There's been a dip in confidence around how the internet works and it's up to the cybersecurity industry and others to help fix problems and ensure that we don't make the same mistakes that were being made when online connectivity was a new phenomenon as fresh internet-connected technologies emerge.
"These new generations of technologies still offer unparalleled opportunities to make all our lives so much better – our healthcare, our economy, our societies, but we have to think about managing the risks and the harm," said Ciaran Martin, CEO of the National Cyber Security Centre (NCSC), the cybersecurity arm of the UK's GCHQ intelligence agency.
Speaking at the NCSC's CYBERUK 19 conference in Glasgow, Martin warned that we're at a critical point with the internet, with trust in it starting to decline.
"At a time when I don't think confidence in the way the Western internet works isn't collapsing – but in some areas it's wobbling – let's get that confidence back. Let's do these fixes, let's get after these problems," he said.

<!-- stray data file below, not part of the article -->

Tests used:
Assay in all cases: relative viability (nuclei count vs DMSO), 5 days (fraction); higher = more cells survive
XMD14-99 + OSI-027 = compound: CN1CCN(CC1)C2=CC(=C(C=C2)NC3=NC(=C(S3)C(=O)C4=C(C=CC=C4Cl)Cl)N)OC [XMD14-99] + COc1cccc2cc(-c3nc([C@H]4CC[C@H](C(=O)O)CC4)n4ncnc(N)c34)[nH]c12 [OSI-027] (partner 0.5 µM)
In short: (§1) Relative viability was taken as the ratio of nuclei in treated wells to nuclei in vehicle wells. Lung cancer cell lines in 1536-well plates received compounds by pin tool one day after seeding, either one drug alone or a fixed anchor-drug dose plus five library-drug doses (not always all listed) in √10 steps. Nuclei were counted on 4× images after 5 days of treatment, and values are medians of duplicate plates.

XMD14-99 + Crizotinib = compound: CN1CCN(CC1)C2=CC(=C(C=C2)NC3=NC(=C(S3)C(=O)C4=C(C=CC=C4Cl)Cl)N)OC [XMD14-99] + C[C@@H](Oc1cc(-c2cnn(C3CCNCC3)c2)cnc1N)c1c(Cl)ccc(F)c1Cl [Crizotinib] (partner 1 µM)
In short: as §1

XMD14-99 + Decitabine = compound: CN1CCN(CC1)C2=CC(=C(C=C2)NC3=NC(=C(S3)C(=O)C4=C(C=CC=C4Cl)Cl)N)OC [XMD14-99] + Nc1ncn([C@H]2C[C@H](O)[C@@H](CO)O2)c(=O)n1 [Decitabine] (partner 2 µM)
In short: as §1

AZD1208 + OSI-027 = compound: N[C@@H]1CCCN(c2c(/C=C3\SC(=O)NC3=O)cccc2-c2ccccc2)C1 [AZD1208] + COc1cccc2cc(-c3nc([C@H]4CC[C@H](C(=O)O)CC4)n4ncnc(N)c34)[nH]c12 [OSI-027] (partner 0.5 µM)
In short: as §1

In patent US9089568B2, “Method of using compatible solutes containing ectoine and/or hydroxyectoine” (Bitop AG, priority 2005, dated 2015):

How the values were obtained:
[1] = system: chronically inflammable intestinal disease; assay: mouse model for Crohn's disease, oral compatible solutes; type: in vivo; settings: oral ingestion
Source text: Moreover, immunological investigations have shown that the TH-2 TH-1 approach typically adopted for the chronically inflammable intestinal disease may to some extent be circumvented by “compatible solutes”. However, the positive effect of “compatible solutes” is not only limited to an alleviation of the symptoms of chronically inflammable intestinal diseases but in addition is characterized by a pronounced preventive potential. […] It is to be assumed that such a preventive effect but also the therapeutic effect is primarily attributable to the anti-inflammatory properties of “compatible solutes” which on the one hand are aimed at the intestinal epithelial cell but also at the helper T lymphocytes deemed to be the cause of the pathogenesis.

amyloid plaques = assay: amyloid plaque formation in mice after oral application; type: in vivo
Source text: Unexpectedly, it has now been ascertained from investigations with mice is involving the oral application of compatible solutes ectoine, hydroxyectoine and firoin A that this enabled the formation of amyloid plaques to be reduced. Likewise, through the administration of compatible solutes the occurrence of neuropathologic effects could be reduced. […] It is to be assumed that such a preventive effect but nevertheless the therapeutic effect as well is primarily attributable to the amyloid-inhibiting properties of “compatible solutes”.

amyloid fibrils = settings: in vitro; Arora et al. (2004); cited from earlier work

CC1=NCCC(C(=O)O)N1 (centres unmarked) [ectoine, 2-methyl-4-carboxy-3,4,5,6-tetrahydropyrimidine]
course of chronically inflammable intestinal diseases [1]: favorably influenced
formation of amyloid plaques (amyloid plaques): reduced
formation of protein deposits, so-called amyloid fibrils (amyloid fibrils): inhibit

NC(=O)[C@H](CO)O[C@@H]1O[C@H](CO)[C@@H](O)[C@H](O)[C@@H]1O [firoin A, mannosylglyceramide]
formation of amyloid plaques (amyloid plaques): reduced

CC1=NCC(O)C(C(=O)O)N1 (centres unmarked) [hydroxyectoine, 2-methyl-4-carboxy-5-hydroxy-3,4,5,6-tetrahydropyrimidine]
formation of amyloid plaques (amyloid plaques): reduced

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The NCSC chief didn't reference anything specific as the cause of declining trust in the internet, but a number of vast data breaches, global cyberattacks like WannaCry and NotPetya, and concerns around how social media can be manipulated for malicious ends, are just some of the areas the security industry is thinking about right now.
Martin's argument wasn't that all new technology is scary and disruptive: he pointed to all the benefits it could potentially bring, but emphasised that there are issues which need to be fixed in order to ensure users can get the most out of the internet while still remaining safe.
"We can fix these problems, we can get ahead of the problem – and by looking at the way technology is evolving, we can avoid the mistakes of 20 years ago when we allowed new technologies to develop in a way that didn't always incentivise security and we can make it safer, so we can all enjoy it and use it safely," he said.
By doing that, Martin argued, the current generation of security professionals, policy makers and others, can ensure that trust in the internet is restored for future generations.
"Everyone in this room has his or her part to play in making sure that when we vacate this stage and give away to the next generation, that we're handing over to them a technological economy and society with confidence," he said.